After teaching high schoolers the ins and outs of government, history and economics for 27 years, Rep. Derrick Graham has retired from Frankfort High School.
Leaving his alma mater was a difficult decision, but Graham, 52, says he’ll be able to focus more on his increasing legislative duties as well as visit family who’ve moved away, especially his two daughters. His oldest, Taylor Graham, is a junior at Western Kentucky University, and his youngest, Blake Graham, graduated from FHS Friday and will attend the University of Louisville in the fall.
“With her (Blake) having graduated, I decided to make a change,” Derrick Graham told The State Journal.
“As my children are making that change, I decided that it was time for me to do some other things, grow in other areas and spend more time at home as well as more time working my legislative job.”
Though he wanted to keep his retirement relatively quiet, district officials mentioned it during Graham’s induction into the Frankfort Independent School District Hall of Fame at FHS’s graduation.
He joined former State Auditor Crit Luallen; Steve Brooks, deputy director of state parks; F.D. Wilkinson, former FIS superintendent and FHS principal; and Kermit Williams, the first black football player for FHS whose arrival on the team sparked heated protests at games, as inductees in the hall of fame’s second year.
Graham says he’s fortunate that a job opened at FHS in 1985, about two years after he earned his master’s degree at Ohio State University. The small, two-teacher social studies department at FHS included his mentor, former FHS teacher and football coach Raymond Webb.
“Outside of my family, I’d say he probably had the next greatest impact on me,” said Graham, whose mother, Dolly Graham, also taught in Frankfort.
He credits Webb with pointing him toward education and politics. As a junior at FHS, Derrick Graham was introduced to politics in a class taught by Webb.
“It just really piqued my interest to the point where I thought, ‘Well, maybe someday I might do this,’” Graham said. “He played a big role in my interest in government and my interest in running for political office.”
As a young teacher, Graham worked alongside Webb and other familiar educators at FHS. School and district administrators such as Donald Hines, Albert Wall and Michael Oder fostered a close-knit, familial atmosphere during his first years at FHS because teachers rarely retired or changed jobs then, Graham said.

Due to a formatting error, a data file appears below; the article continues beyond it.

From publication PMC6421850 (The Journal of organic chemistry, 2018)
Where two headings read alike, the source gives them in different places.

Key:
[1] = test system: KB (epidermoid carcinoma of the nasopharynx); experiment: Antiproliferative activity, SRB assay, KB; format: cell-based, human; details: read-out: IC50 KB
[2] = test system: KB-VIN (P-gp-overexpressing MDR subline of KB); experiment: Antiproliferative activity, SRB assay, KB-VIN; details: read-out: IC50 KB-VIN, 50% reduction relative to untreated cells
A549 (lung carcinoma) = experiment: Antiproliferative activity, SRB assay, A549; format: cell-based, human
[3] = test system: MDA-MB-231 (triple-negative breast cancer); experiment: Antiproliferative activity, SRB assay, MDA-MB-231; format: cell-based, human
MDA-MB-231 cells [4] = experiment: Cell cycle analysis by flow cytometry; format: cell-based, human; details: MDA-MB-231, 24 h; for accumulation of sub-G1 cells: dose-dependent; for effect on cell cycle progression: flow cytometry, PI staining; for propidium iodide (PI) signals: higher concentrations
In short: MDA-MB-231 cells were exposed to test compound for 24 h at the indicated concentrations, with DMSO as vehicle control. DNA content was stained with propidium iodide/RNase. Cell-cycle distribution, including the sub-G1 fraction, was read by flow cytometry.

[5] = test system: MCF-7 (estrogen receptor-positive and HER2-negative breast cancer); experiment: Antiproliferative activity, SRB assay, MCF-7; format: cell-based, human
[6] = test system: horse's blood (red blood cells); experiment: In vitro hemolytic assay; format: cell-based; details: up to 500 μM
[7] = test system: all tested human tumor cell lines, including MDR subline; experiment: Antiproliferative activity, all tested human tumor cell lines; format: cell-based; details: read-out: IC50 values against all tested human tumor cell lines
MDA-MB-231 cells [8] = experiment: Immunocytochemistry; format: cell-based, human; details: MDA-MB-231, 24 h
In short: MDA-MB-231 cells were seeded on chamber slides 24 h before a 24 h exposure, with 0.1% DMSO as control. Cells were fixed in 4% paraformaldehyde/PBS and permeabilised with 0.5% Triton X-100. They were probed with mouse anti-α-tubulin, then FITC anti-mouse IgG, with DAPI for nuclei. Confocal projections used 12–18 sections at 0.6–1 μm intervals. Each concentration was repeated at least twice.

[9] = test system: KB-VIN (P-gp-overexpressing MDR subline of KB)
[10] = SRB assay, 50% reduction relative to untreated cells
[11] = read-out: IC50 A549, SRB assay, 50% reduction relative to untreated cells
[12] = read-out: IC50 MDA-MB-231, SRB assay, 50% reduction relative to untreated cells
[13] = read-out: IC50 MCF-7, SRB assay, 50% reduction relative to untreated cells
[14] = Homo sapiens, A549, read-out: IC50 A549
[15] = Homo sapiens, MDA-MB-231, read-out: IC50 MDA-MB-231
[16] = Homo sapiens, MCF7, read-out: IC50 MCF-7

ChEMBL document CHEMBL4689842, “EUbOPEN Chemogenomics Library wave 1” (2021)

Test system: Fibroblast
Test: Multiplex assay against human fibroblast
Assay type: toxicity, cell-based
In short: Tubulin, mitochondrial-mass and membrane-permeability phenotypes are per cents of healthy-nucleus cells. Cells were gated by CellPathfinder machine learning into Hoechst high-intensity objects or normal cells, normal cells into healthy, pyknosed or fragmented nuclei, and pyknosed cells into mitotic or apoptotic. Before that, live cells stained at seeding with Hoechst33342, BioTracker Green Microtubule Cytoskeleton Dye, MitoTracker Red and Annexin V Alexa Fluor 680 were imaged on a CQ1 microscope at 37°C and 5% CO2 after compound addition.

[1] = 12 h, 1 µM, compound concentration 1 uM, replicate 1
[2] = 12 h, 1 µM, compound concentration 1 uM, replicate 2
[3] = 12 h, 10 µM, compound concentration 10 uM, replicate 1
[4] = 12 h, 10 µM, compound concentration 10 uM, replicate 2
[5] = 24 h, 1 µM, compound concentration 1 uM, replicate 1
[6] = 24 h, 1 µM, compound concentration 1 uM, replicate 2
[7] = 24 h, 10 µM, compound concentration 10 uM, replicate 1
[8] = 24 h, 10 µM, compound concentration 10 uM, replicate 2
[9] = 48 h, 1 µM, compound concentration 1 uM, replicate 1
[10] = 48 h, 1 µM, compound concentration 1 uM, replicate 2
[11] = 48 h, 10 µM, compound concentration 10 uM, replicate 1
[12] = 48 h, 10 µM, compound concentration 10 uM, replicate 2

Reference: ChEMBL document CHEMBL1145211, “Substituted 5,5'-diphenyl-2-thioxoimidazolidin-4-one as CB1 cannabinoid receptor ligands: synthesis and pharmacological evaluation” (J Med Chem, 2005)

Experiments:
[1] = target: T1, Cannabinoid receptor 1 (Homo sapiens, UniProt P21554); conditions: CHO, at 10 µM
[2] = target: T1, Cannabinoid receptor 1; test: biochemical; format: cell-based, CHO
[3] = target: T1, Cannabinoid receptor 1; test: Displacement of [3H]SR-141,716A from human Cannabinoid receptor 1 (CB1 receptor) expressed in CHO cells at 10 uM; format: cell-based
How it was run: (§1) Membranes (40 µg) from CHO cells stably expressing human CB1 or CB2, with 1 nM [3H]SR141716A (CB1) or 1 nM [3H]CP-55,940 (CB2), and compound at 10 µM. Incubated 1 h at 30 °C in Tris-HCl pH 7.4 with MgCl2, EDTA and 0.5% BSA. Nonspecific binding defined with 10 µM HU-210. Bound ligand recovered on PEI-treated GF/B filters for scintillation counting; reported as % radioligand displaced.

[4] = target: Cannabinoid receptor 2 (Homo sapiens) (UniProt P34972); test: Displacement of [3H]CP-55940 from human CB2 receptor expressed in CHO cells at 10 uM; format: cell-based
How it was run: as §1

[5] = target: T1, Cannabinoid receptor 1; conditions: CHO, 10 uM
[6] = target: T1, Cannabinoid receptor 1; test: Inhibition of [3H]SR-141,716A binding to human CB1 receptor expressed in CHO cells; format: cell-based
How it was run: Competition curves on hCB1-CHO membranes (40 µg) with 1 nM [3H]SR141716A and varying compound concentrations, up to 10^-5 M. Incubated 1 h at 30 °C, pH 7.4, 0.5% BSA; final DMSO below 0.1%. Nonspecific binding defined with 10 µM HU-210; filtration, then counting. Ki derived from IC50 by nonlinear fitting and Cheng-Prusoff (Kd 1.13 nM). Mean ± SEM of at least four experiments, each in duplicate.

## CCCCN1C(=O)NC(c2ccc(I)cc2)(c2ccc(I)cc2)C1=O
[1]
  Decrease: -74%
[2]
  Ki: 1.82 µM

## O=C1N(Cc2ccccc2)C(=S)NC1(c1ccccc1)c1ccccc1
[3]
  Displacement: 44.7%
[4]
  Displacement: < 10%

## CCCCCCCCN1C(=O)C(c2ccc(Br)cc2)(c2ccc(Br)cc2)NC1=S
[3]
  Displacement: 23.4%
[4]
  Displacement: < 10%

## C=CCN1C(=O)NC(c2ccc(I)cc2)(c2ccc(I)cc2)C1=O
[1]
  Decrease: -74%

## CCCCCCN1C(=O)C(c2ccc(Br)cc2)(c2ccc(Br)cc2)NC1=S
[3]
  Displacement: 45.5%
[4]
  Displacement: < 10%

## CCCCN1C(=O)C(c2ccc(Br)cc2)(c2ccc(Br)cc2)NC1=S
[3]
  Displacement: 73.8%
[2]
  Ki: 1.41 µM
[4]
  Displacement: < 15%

Graham has witnessed dynamic changes at the school in his 27 years there, such as record highs in enrollment and the construction of FHS’s first cafeteria.
He’s also taught children of former students. Though odd at first, Graham said he found strong support from those parents, who knew he was a fair teacher.
“When kids complained sometimes, parents would say, ‘I don’t pay any attention to that,’” Graham said.
He’s not sure what his future holds, but Graham expects to spend more time at the Capitol as his responsibilities as a state representative grow and major issues, such as public pensions, come before the General Assembly. He chaired the House Budget Review Subcommittee on Elementary and Secondary Education during budget talks earlier this year. He’s a member of other legislative committees.
Graham also has a political campaign to run, facing Republican challenger Don Stosberg in the Nov. 6 election.
In the meantime, Graham celebrated his birthday Saturday and says his first task this summer will be cleaning his garage and handling home renovations.
While he’s transitioning into a new phase of life, Graham says he’ll miss working in a school district that emphasizes academic success and students’ needs.
But most of all, Graham said he will miss connecting with students and watching them grow into successful adults.
“You’ve got to make sure that those kids understand that your biggest role and your biggest responsibility is to help them succeed and to connect the fact that school is an important part of their future,” Graham said.
“… I just hope that teachers and administrators everywhere understand that you’ve got to connect with them. Before you can do anything with them in terms of academics, you’ve got to connect with them so the kids know you care about them as an individual. I’m going to miss that.”